A screenshot from the online portfolio site Behance. The site is set to French. The bottom text says 'Membre depuis Mai 11, 2013'. This is incorrect for French.

Actually, even if your site is only in English, you should still be careful about date formatting, since the English-speaking world doesn’t use one date format. Britain, Australia, New Zealand, India, South Africa and most other English-speaking countries use the day-month-year format; the US, some of English-speaking Canada, the Philippines and Belize use month-day-year.

Even if your site is going to be used only in the US, there may be the likelihood that your site will be written in Spanish, or in some regions, Chinese, Haitian Creole, Brazilian Portuguese, Japanese, Arabic or another language spoken by a large immigrant population. The same rules still apply: make sure your date-formatting system can accommodate these languages.

Just don’t hard-code month/day/year. It’s culturally insensitive. If you’re going to hard-code any date format, hard-code year/month/day.

AAC (Assistive and Augmentative Communication), Accessibility, Android, Apple, Cross-platform support, Internationalisation, Localisation, Microsoft

Brief updates – the good, the bad and the fascinating

Dropbox has been called out here before for date format foolishness, but they seem to be improving their internationalisation ever so slowly. If you look at the language drop-down, there are two English options now – hopefully that means English date formats will no longer default to Month/Day/Year. (They’ve also done it right by retroactively labelling English US for what it is, instead of having ‘English’ and ‘English UK’.) I want to say Latin American Spanish was added recently too, but I could be wrong.

iOS 9 has added some new language features, including a new Chinese system font, dictation support for more languages, Finnish and Korean spellcheckers, French/English and German/English bilingual dictionaries, improved Japanese autocorrect, predictive text for a variety of languages including Korean, Russian and Turkish, Canadian English and Canadian French user interfaces, and the option to switch between Arabic and Hindi number systems (h/t Multilingual Mac).

OS X El Capitan (10.11) has just added some new Eastern language support features as well, including the same Chinese system font that is now in iOS 9. There’s also new dictation for Arabic and Hebrew. No news of any new French, English or Hindi localisations – it’s Apple’s inconsistent internationalisation, yet again (and out of step with their other products and other operating systems).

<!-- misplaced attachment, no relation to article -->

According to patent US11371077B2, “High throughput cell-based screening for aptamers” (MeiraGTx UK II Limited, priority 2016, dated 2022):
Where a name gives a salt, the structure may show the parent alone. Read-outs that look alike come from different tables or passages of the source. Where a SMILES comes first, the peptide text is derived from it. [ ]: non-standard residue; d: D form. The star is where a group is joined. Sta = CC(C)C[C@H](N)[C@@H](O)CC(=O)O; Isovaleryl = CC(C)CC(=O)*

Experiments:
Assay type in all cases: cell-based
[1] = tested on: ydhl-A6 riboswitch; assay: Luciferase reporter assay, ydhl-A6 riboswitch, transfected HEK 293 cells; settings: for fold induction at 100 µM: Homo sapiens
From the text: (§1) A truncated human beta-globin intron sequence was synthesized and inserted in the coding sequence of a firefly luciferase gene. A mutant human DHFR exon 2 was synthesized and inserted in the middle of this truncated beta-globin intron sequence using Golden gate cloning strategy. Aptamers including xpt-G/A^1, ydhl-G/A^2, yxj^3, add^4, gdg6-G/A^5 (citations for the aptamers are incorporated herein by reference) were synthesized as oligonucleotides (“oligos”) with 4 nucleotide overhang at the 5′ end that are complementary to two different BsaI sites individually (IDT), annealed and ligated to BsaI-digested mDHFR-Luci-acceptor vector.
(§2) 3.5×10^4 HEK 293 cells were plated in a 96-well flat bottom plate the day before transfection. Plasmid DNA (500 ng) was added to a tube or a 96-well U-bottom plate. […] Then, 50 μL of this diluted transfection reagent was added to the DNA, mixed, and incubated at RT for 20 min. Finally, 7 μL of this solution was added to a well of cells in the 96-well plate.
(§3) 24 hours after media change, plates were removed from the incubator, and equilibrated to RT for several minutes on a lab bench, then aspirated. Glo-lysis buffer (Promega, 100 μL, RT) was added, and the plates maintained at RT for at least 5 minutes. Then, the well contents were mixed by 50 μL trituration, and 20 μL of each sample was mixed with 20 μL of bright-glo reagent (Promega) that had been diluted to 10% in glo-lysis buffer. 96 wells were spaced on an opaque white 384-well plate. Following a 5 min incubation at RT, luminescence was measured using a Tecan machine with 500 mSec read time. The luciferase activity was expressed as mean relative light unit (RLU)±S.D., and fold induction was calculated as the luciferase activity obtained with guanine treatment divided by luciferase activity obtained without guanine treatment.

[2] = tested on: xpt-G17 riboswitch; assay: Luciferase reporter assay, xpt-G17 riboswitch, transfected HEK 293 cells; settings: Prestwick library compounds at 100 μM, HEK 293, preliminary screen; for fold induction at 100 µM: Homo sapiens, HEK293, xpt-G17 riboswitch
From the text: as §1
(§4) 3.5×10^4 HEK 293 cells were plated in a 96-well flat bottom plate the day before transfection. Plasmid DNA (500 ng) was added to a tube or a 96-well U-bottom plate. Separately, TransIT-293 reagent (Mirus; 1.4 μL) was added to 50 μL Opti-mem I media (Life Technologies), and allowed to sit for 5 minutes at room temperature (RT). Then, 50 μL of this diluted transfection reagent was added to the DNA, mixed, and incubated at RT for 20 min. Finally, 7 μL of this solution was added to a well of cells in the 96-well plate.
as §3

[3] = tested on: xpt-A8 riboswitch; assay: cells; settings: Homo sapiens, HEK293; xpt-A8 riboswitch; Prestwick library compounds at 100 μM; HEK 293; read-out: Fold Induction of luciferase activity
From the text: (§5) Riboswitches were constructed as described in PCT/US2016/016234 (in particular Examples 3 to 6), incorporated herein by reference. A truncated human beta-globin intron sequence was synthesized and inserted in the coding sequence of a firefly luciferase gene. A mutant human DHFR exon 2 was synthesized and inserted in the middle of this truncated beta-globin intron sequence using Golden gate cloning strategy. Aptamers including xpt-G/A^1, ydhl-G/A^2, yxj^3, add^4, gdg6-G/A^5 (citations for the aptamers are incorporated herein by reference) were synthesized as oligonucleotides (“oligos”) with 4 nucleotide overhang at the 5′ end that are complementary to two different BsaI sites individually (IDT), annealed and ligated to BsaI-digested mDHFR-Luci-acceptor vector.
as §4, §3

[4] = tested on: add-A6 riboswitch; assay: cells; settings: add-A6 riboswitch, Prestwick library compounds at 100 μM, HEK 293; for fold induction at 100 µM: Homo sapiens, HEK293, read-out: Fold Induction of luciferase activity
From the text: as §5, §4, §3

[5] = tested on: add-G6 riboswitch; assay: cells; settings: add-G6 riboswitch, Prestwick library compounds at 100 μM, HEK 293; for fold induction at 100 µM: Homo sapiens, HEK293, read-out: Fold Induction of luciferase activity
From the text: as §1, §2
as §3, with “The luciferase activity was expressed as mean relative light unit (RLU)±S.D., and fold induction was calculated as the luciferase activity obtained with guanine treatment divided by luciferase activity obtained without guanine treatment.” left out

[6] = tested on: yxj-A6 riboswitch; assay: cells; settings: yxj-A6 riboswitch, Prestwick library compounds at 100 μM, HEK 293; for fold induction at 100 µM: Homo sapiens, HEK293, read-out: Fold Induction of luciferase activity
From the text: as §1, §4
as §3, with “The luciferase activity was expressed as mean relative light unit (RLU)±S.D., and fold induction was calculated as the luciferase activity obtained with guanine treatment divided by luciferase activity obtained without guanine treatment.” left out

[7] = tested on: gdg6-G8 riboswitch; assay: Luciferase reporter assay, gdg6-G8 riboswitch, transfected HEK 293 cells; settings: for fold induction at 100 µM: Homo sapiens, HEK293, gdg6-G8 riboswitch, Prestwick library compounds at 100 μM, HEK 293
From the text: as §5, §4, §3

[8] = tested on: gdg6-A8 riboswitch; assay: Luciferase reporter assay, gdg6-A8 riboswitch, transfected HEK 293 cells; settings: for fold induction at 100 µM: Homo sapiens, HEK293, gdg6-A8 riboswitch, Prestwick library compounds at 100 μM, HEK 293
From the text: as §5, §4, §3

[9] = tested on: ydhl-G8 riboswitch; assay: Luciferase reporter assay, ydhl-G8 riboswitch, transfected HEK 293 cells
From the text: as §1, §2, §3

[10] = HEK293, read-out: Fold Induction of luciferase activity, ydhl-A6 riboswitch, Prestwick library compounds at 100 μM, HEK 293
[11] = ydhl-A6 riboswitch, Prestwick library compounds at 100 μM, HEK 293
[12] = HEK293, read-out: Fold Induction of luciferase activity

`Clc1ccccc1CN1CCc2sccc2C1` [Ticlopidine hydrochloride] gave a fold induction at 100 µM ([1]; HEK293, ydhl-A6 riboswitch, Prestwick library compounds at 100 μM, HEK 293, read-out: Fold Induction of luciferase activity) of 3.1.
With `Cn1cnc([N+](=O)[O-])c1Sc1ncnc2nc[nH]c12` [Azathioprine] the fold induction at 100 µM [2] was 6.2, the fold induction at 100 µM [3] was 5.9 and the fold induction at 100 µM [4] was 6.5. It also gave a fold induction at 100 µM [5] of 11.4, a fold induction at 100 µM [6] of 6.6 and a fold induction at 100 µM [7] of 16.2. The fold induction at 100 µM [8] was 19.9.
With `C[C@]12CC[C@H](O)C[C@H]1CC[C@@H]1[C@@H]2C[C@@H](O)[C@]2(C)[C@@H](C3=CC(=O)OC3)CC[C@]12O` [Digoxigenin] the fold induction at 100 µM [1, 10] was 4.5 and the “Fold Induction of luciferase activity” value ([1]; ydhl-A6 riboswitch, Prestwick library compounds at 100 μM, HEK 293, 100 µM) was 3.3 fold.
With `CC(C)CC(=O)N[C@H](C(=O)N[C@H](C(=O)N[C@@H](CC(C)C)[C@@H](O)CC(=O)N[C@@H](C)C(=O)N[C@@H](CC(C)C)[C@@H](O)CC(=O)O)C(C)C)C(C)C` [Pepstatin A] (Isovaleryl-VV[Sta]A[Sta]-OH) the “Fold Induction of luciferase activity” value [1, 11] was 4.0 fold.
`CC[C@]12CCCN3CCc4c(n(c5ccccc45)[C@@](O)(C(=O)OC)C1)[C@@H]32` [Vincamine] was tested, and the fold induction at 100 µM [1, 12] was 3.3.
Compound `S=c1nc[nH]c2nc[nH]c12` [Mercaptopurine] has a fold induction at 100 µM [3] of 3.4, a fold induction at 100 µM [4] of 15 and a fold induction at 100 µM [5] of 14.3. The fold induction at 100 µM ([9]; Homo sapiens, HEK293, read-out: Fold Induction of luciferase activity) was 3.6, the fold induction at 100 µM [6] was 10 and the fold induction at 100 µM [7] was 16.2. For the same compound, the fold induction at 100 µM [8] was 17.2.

Windows 10 had some localisation-related fail during the upgrading process, that required people to set their OS to English (US) in order to upgrade it properly. You shouldn’t have to change your system language in order to upgrade your computer, especially if you don’t speak English as a primary language. Good job, Microsoft. (That was sarcasm.)

Proloquo2Go is now available in Spanish! More info. There are bilingual English/Spanish children’s voices included with the new Spanish localisations, which are probably targeted towards the large bilingual Latino/Hispanic community in the US. (Interestingly, the boy’s voice has a recognisable Spanish-speaking accent when speaking English, whereas the girl’s voice has a recognisable American accent when speaking Spanish.) Adult voices come in Castilian Spanish and Latin American Spanish versions.

People on any region format other than US will not be able to see Apple’s News app on iOS 9 until iOS 9.1 – and I think that’s just for the UK and Australian region formats. (I know people are saying ‘people in other countries can’t see it’, but it’s tied to region format, not geographical location; anybody can set their region format to any country or language they want on an iOS device, and it doesn’t even have to match the UI language. You can set your region format to one language and have your phone set to a different language and your keyboard on another. Remember that when you set up an iOS device for the first time, it asks your language and region separately. I’ve seen screenshots of phones set to English but the region format set to Turkish.)

Skype In Your Language is a community-supported project for Windows and Linux that provides Skype localisations for languages and dialects that aren’t officially part of Skype releases. Not for the Mac, unfortunately – there’s no easy way to do unsupported localisations on OS X.

TalkTablet is an AAC (Assistive and Augmentative Communication) app that comes in iOS, Android and Kindle editions. It’s also available in multiple languages, unlike Proloquo2Go which is only available in English and Spanish.

Accessibility, Internationalisation, Localisation

Proloquo2Go and language – where assistive tech and language meet

It’s always good to talk about the ways developers have improved their offerings – it’s a nice breath of fresh air after finding so many issues.

AssistiveWare’s Proloquo2Go is an iOS app for assistive and augmentative communication – it’s a text-to-speech app that allows people who need help with speech, or who can’t speak, to communicate with other people. One of the major advantages of using Proloquo2Go with an iPad, iPhone or iPod Touch is that it’s a lot cheaper than using a dedicated text-to-speech device like a Dynavox (which is a Windows PC with specialised text-to-speech software installed, and costs about three times as much as a basic iPad if not more).